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The People of the State of Illinois v. Juan A. Rivera

December 9, 2011


Appeal from the Circuit Court of Lake County. No. 92-CF-2751 Honorable Christopher C. Starck, Judge, Presiding.

The opinion of the court was delivered by: Justice Hutchinson

JUSTICE HUTCHINSON delivered the judgment of the court, with opinion. Justices McLaren and Bowman concurred in the judgment and opinion.


¶ 1 In May 2009, following a jury trial, defendant, Juan A. Rivera, Jr., was convicted of first-degree murder for the 1992 killing of 11-year-old Holly Staker, the victim. The trial court sentenced defendant to life imprisonment without the possibility of parole. Thereafter the trial court denied defendant's posttrial motions, and defendant filed a timely notice of appeal. Defendant presents seven issues for review: (1) whether the State presented sufficient evidence to prove his guilt beyond a reasonable doubt; (2) whether his constitutional rights were violated when the trial court excluded certain expert witness testimony relating to the effects his psychiatric and psychological conditions were apt to have had on him and on the reliability of his statements during questioning using particular interrogative techniques; (3) whether evidence relating to the victim's sexual history violated the Illinois rape shield statute and the rules of evidence; (4) whether defendant should have been allowed to examine a witness regarding polygraph examinations; (5) whether the trial court violated this court's earlier mandate and Illinois evidence law when it allowed the State to present evidence regarding malfunctions in electronic monitoring units other than the one assigned to defendant; (6) whether defendant was denied the right to present a defense when the trial court excluded defense evidence rebutting the State's claim that defendant knew facts that only the perpetrator could have known; and (7) whether defendant's statements should have been suppressed as involuntary. Because the State's evidence was insufficient to sustain the jury's verdict, we reverse. Accordingly, we do not reach the remaining issues.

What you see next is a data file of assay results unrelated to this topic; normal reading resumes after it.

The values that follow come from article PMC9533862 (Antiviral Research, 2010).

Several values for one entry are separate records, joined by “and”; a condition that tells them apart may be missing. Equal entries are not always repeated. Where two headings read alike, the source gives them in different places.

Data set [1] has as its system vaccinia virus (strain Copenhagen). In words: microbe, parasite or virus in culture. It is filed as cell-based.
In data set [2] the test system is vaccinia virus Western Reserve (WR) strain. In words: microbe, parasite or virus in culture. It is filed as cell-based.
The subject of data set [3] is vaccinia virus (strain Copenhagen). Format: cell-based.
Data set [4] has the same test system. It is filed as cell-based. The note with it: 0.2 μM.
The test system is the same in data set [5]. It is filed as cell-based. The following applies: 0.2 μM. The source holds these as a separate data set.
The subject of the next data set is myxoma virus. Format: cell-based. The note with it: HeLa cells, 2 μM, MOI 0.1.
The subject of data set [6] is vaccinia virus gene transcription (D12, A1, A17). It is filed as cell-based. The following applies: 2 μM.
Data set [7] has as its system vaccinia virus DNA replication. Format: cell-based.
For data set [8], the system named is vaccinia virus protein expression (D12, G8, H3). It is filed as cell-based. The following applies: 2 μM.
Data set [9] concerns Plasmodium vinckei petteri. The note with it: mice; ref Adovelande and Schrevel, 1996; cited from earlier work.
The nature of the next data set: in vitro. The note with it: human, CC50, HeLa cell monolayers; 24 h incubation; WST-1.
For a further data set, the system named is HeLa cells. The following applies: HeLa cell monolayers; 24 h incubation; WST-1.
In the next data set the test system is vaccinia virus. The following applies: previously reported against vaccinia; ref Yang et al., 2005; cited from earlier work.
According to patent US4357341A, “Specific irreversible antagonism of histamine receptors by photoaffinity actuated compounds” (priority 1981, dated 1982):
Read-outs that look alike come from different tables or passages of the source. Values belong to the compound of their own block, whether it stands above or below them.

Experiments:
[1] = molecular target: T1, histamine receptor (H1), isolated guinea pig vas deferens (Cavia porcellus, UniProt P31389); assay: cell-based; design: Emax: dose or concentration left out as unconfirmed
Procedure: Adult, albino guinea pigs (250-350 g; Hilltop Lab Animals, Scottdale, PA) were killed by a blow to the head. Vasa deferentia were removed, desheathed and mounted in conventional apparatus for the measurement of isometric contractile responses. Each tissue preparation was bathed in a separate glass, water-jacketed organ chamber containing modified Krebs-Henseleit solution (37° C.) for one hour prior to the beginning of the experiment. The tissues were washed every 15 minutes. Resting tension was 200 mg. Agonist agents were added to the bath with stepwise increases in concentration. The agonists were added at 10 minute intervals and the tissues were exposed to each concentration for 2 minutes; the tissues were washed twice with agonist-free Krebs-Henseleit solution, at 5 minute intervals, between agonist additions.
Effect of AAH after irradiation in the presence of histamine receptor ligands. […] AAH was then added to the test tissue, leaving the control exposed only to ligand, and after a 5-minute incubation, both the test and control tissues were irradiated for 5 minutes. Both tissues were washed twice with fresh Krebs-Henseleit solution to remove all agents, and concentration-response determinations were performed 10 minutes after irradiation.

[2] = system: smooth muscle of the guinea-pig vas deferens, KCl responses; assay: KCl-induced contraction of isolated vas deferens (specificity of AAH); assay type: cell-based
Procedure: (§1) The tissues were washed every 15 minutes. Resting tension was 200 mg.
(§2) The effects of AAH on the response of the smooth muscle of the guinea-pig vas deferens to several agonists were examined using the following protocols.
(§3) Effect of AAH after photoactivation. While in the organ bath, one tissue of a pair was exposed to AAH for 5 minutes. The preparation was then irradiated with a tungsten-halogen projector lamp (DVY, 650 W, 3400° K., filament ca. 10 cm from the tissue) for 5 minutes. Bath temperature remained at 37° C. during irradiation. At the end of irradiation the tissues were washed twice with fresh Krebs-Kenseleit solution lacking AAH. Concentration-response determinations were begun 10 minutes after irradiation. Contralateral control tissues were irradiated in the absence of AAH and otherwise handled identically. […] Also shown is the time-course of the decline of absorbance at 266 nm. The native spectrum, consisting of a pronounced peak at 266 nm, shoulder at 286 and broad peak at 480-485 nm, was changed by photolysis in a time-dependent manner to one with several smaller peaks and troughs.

¶ 2 On August 17, 1992, police responded to a call in Waukegan after a woman living there, Dawn Engelbrecht, reported that her babysitter, Holly Staker, was missing. The back door to Engelbrecht's apartment had been kicked in. The police found the victim's partially clothed body on the floor of the children's bedroom. The victim had been stabbed multiple times and was pronounced dead at the scene. An investigation led police to question defendant, who purportedly gave incriminating responses to the officers' questions. Defendant later signed a statement in which he confessed to killing the victim.

¶ 3 On November 12, 1992, a grand jury indicted defendant on four counts of first-degree murder (720 ILCS 5/9-1(a)(1), (a)(2), (a)(3) (West 1992)). Defendant was convicted in a November 1993 jury trial, but on appeal this court reversed and remanded for a new trial. See People v. Rivera, No. 2-94-0075 (1996) (unpublished order under Supreme Court Rule 23). Defendant was retried in 1998 and was convicted in a jury trial. The jury found defendant not guilty of one count of intentional murder, but guilty of the other three counts of murder: knowledge of great bodily harm (720 ILCS 5/9-1(a)(2) (West 1992)); in the course of an aggravated criminal sexual assault with a weapon (720 ILCS 5/9-1(a)(3), 12-14(a)(1) (West 1992)); and in the course of an aggravated criminal sexual assault of a victim under the age of 13 (720 ILCS 5/9-1(a)(3), 12-14(b)(1) (West 1992)). On appeal, this court affirmed defendant's conviction. See People v. Rivera, 333 Ill. App. 3d 1092 (2001).